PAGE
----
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Pradeep Apte - The Nisargadatta Gita

Pradeep Apte - The Nisargadatta Gita

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Published by: donaldjan on Jul 22, 2013
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03/08/2014

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THENISARGADATTAGITA
PRADEEP APTE
 
PROLOGUE
Pradeep Apte
aptep@yahoo.comapte98@gmail.com
The Beginning
What I am trying to recapture took place fifty years back, many aspects are quite vagueand hazy but some of them are very distinct and clear. The first thing that I can recollectis that a complete blank prevailed; I did not know anything at all. I cannot describe thatstate except for saying that it was a total oblivion, no sound, no light, no colors, nothing!From conception to that stage it was almost three years and till then everything was goingon its own, there was no question of any volition on my part. I was told that during this period I did have some illnesses, mishaps and injuries, they must have been troublesomeand painful as they are now, but at that time, I did know at all.Then quite suddenly, quite spontaneously, without any effort on my part, one day at onemoment I came to know ‘I am’, I had a sense of ‘being’, I felt that ‘I am’. That is all that Iknew that ‘I am’, when? Where? How? All this I did not know. Quite simultaneouslyalong with this feeling there was space as well, it was indoors, probably a room. Therewas a side platform, some sort of settee, on top of which was a large rectangular space, awindow from which light was coming in. Probably the time was somewhere around eightor nine in the morning and all this I can say now, at that time I did not know anythingapart from seeing just light, space and objects. That was my first ‘knowing’ and soon Iwas back into ‘not-knowing’. These two states, that of knowing, or ‘I am’ and not-knowing or ‘I am not’ was all that was there. There was no waking, deep sleep or dreaming states which I acquired much later.The descriptions that follow are now of this state only that is ‘I am’ and ‘I am not’ and Ido not exactly know how long this period lasted, probably a year or so. Please remember,these descriptions I can make now with my sense of language well developed and of course, my memory which I feel is reasonably good.To begin with I remember this girl and that small boy who was always dressed up like agirl. I played around a lot with the girl, we ran and ran and laughed a lot. We were probably of the same age and we were living in a valley, there were lots of hills around.We ran along streams and then there was this bridge over a stream, we used to go belowthe bridge and play. One day we were running around completely naked, splashing water in the stream which was rather shallow. All this never made any sense then but still it wasa carefree life with great fun and there were no demands or desires whatsoever.Once while running around the lanes on the small hillocks that were closer to us weencountered a not very old man strolling around in a pyjama-kurta and a jacket. Heintensely gazed at us and then gave a broad smile, just patted our heads and went along.Then there was this large banyan tree where lots and lots people used to come and make alot of noise. When we went around these people would catch us, cuddle us, kiss us andthere was a lot of laughter.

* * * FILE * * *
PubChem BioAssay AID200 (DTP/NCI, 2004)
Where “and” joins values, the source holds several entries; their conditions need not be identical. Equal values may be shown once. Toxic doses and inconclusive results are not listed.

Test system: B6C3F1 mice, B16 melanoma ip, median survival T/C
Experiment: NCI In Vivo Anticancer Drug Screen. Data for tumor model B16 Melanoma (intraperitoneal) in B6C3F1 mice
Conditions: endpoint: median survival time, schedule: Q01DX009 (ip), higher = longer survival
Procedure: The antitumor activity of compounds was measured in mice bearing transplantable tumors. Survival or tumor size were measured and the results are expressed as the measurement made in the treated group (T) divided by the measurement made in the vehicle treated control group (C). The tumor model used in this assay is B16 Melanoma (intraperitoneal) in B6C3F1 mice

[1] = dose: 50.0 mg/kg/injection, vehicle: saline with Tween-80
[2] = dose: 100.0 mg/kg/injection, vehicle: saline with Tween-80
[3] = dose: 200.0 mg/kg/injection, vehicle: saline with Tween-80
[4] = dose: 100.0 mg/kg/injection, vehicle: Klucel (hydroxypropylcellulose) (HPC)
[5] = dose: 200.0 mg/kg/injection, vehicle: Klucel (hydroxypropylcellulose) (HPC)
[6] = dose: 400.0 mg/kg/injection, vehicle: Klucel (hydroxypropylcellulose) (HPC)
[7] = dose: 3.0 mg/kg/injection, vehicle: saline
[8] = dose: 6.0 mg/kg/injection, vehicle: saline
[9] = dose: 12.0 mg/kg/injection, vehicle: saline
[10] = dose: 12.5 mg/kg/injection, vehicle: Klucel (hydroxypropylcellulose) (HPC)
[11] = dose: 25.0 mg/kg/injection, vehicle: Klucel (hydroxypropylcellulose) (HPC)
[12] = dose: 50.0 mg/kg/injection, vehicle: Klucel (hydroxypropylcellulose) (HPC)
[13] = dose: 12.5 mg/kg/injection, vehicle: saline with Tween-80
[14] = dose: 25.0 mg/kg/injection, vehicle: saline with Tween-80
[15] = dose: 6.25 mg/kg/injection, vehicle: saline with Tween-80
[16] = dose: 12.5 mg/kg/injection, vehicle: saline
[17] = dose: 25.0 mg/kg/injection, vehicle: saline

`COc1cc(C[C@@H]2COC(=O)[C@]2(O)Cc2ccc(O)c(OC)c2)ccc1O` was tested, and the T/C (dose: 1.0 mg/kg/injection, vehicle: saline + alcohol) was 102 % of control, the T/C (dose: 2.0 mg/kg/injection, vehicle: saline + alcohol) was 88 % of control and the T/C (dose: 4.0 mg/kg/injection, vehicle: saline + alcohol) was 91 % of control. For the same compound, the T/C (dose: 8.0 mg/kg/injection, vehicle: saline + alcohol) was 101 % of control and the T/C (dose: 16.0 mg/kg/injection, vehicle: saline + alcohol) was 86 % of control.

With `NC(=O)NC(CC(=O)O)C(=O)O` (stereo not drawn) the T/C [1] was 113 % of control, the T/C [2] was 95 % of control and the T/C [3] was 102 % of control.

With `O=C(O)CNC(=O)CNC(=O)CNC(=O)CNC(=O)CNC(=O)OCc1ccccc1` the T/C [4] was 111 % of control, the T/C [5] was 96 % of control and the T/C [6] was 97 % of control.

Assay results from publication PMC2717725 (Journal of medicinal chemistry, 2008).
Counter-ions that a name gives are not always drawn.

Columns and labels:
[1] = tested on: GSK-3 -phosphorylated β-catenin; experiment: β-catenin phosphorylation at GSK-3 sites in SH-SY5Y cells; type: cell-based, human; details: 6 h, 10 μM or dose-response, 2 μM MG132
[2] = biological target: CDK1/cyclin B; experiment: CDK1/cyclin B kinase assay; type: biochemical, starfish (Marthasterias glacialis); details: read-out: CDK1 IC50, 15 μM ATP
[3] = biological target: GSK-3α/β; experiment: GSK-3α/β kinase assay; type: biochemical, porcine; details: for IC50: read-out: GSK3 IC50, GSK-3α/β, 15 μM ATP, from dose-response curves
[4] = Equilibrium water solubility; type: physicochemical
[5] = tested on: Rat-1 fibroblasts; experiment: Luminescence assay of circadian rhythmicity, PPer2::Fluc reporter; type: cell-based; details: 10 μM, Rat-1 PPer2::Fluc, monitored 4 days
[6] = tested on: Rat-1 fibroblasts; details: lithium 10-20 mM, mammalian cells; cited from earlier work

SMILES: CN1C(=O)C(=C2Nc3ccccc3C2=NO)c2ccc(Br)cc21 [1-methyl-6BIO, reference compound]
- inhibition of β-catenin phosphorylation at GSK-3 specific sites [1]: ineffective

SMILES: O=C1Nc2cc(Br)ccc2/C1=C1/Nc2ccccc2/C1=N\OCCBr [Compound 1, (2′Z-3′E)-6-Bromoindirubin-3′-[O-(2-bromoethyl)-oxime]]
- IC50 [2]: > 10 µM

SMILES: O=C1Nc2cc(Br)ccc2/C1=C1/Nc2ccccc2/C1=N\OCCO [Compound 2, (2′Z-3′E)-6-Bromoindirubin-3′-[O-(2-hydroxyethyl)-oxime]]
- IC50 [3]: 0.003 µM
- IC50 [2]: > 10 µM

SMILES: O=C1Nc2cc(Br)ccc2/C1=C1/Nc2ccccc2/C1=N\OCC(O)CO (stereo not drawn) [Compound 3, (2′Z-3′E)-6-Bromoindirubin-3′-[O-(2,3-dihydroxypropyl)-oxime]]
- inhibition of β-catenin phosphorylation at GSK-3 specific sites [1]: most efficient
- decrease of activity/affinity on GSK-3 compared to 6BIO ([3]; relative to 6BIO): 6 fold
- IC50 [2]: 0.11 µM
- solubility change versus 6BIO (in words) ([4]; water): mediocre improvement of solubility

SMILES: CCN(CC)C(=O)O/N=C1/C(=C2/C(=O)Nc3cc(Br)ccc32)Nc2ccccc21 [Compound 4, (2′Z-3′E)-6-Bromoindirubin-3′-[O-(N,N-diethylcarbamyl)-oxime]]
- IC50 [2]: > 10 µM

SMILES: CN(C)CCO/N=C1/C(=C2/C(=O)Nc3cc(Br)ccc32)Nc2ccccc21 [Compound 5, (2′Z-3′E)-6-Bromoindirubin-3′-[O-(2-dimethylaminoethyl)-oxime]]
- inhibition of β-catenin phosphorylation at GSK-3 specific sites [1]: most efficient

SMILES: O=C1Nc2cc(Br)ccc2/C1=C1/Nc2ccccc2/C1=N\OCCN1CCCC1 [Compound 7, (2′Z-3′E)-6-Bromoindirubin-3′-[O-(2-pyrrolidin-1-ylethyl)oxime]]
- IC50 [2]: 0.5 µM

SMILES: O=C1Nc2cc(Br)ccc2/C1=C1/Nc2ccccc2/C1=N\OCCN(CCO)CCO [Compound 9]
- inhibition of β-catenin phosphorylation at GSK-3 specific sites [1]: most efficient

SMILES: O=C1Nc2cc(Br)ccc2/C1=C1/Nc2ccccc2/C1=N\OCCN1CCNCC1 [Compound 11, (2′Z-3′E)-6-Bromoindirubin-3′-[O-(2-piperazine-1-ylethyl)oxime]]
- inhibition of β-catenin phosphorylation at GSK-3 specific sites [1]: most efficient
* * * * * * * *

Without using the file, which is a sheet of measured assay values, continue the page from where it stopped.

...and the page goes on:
I used to go to a hall where other children came as well. A dark colored bald man in awhite lungi and shirt used to take us to the banks of small streams and make us gather  pebbles of different shapes. A fat lady looked after the serving of food to us in a dininghall that was behind our house.In large groups along with other children we were taken on top of a hill and made towatch the sunset in complete silence, here sometimes I again saw the same pleasantlooking not so old man whom we had met on the hillocks, his silence appeared quitedifferent and he was unusually calm. I remember once I and the girl managed to enter a big hall where a lot of people were listening to the same man who was talking softly on a platform. We were very restless; we began fidgeting around, giggling and creating quite acommotion. I just ran towards the man on the platform and stood looking at him, the girl poking me from behind made me laugh. The audience was distracted, the talk disturbedand there was this Englishman in the front row who glared at us annoyingly. Just thenquite suddenly the man caught hold of me and made me sit in his lap, I became absolutelystill, calm and quiet, he then continued with his talk.I very distinctly remember that python in the cage and the rabbits next door and how the python swallowed one of the rabbits by wriggling through a hole between the cages. Ialso remember how the villagers had brought the python; he was tied to a large polewhich was lifted by two of them at the two ends. Now the stray memories:1. Moonlight dinners in large numbers2. Travel by moon light in bullock carts3. Village festivals and fairs with cattle decorated4. Seeing jaggery being made5. Peeping in dancing huts6. The injured boy being carried on Diwali dayI have two distinct memories of injuries; one was of my head hitting the tap below whichI was bathing. The second injury I remember is of a metallic cot falling on the tip of fingers. The scars of these injuries are still there on my body, the memory of the event isalso there but there is no memory of the pain.That was then about which I can now add on many things after being told by my parents.The place was Rishi Valley School in Madanapally district, Andhra Pradesh in India,where my father was working as Music teacher. The girl friend was Rekha daughter of alady next door working in the school. The calm, not so old man whom we encountered,was J.Krishnamurti, the banyan tree was in fact a famous theatre in the school. The baldman in lungi was one Mr,Raju, the fat lady who conducted food services was one Rama bai. The evening activity on the hillock was called ‘Asthachal’; the Englishman who gotannoyed was Gordon Pearce, the then principal of the school.What were the most remarkable features about this period? Firstly I did not know at allwho or where I was and also as to who were my parents. I did not know that there wassomething called birth and death. I had no body sense as I did know what or when I ate,or had pain when I was injured. The only two things that I very clearly remember are thateither ‘I was’ or ‘I was not’ a state of knowing (‘I am’) and not knowing (‘I am not’). Ihad no sense of time at all nor did I know of the waking, deep sleep or dream states or there was anything such as daily routine or cycle of morning, afternoon, evening andnight.